Chapter 9

Managing Stress And The Work-Life Balance

Identify and discuss several common causes of stress. Describe work-life linkages and how they relate to stress. Explain ways that individuals and organizations can better manage stress. Identify and discuss several common consequences of stress. 2 .Learning Objectives Discuss the meaning and nature of work stress. Describe how basic individual differences affect stress.

The Nature of Stress Stress Defined – Stress is a person’s adaptive response to a stimulus that places excessive psychological or physical demands on that person. The Stress Process – The General Adaptation Syndrome (GAS) describes three stages of the stress process: • Stage 1: Alarm • Stage 2: Resistance • Stage 3: Exhaustion 3 .

The General Adaptation Syndrome Stage 1: Alarm – Alarm occurs when a person first encounters a stressor. the person literally gives up and can no longer fight the stressor. Stage 2: Resistance – Often. The individual gathers strength and begins to resist the negative effects of the stressor. the resistance phase ends the GAS. Stage 3: Exhaustion – At this stage. The person feels panic and wonders how to cope. 4 . Prolonged exposure to a stressor without resolution may bring on Stage 3 of the GAS.

Figure 9.1 The General Adaptation System 5 .

Distress – The unpleasant stress that accompanies negative events. a person may receive a $10.Eustress and Distress Eustress – The pleasurable stress that accompanies positive events. 6 .000 bonus and experience stress in deciding how to spend the money. For example.

optimistic people tend to handle stress better than pessimistic people. 7 . are strongly committed to the activities in their lives. – People with hardy personalities have an internal locus of control.Individual Differences and Stress Hardiness – Is a person’s ability to cope with stress. Optimism – Is the extent to which a person sees life in relatively positive terms. – “Is the glass half empty or half full?” – In general. and view change as an opportunity for advancement and growth.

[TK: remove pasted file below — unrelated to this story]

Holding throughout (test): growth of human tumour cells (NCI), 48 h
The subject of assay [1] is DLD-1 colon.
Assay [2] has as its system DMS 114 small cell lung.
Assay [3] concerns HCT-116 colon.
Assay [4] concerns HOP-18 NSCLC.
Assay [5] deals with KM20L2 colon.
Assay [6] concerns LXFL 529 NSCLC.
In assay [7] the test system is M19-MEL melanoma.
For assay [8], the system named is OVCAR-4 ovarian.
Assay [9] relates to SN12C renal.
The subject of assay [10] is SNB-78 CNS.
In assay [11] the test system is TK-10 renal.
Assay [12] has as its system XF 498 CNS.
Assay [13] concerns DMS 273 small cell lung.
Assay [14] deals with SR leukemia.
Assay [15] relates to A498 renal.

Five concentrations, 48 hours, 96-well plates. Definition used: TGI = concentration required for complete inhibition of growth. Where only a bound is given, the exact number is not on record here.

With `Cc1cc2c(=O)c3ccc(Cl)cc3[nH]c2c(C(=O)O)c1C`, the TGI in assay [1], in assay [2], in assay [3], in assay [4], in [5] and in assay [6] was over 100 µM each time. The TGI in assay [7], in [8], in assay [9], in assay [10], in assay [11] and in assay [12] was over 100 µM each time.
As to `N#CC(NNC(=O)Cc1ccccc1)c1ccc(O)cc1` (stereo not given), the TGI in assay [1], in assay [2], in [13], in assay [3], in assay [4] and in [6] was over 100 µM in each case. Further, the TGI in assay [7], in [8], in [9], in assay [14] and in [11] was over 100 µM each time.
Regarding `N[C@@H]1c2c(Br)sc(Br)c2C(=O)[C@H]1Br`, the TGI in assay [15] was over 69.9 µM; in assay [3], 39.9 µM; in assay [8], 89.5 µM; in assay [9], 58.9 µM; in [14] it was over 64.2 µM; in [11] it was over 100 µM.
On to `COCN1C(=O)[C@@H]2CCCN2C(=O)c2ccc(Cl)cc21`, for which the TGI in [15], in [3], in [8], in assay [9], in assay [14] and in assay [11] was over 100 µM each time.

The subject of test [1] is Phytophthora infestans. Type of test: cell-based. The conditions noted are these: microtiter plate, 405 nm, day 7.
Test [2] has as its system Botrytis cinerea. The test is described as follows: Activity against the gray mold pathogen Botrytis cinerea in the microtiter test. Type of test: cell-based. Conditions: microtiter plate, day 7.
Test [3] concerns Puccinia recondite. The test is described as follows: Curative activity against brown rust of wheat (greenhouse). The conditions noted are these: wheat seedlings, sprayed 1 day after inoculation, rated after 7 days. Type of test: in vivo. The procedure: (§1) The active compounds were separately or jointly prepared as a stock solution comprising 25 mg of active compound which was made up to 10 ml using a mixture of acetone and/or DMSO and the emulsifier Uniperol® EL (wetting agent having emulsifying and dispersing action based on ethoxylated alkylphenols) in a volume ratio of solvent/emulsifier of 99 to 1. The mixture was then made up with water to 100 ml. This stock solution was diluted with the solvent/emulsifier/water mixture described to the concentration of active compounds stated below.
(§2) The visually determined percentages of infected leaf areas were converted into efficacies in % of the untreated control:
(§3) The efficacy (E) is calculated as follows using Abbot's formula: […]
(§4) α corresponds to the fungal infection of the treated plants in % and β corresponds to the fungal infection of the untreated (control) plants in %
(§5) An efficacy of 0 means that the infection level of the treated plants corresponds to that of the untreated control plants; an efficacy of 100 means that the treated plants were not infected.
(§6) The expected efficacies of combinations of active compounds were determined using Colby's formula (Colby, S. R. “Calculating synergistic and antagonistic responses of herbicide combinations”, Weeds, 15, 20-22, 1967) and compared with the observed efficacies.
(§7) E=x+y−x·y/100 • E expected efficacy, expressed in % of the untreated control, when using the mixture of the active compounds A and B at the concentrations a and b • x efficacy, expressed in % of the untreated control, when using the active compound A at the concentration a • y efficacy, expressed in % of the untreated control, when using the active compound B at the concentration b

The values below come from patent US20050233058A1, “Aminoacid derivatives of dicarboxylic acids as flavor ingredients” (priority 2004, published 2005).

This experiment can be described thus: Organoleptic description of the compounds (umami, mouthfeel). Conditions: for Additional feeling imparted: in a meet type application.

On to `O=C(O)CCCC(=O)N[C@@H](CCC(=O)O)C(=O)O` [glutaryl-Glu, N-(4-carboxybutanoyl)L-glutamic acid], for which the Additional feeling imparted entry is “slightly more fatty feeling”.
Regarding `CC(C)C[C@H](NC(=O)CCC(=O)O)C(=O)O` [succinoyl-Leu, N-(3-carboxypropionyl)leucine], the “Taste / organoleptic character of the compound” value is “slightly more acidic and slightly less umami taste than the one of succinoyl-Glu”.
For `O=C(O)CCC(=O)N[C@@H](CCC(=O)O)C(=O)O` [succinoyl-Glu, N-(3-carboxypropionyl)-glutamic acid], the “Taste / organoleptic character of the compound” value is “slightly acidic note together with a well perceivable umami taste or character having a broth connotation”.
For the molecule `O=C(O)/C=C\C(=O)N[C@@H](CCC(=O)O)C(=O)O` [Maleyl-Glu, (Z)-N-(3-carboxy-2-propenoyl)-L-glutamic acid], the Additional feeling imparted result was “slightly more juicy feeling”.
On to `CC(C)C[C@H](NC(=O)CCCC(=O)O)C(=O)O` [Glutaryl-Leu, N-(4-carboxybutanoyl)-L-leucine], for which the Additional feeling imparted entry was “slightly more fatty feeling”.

2 Causes and Consequenc es of Stress 8 .Figure 9.

9 . Some occupations are by nature more stressful than others. such as the adequacy of temperature and lighting. Physical Demands – Stressors associated with the job’s physical setting.Common Causes of Stress: Organizational Stressors Task Demands – Stressors associated with the specific job a person performs.

Figure 9. Stress.3 Workload. and Performance 10 .

and personality conflicts. leadership. • Role ambiguity arises when a role is unclear. • Role overload occurs when expectations for the role exceed the individual’s capacity. Interpersonal Demands – Stressors associated with group pressures. • Role conflict occurs when the messages and cues constituting a role are clear but contradictory or mutually exclusive.Common Causes of Stress: Organizational Stressors Role Demands – Stressors associated with the role a person is expected to play. 11 .

– Too many life changes can lead to health problems. Life Trauma – Any upheaval in an individual’s life that alters his or her attitudes. 12 . or behaviors.Common Causes of Stress: Life Stressors Life Change – Any meaningful change in a person’s personal or work situation. emotions.

Consequences of Stress: Individual Consequences Behavioral Consequences – The behavioral consequences of stress. among other illnesses. Psychological Consequences – Psychological consequences relate to a person’s mental health and well-being. Medical Consequences – Medical consequences affect a person’s physical wellbeing. may harm the person under stress or others. such as alcohol abuse. 13 . – Heart disease and stroke. have been linked to stress.

Consequences of Stress: Organizational Consequences Performance – One clear organizational consequence of too much stress is a decline in performance. and motivation to perform at high levels. 14 . morale. organizational commitment. Withdrawal – The most significant forms of withdrawal behavior are absenteeism and quitting. Attitudes – Stress can have a negative effect on job satisfaction.

Consequences of Stress: Burnout Burnout – Is the general feeling of exhaustion that develops when an individual simultaneously experiences too much pressure and has too few sources of satisfaction. 15 .

Managing Stress in the Workplace Given that stress is widespread and so potentially disruptive in organizations. it follows that people and organizations should be concerned about how to manage it more effectively. 16 .

role management. and supportive groups. 17 .Managing Stress in the Workplace [continued] Individual coping strategies include exercise. time management. relaxation. Organizational coping strategies include institutional programs and collateral programs.

4 Individual and Organizational Coping Strategies 18 .Figure 9.

– Important to maintain a long-term perspective. – Important to decide what to value and what trade-offs will cost. 19 .Work-Life Linkages Fundamental Work-Life Relationships – Include relationships between dimensions of the person’s work life and the person’s personal life. Balancing Work-Life Linkages – Is difficult due to the dual demands of work and life. – Important to recognize potential trade-offs in advance.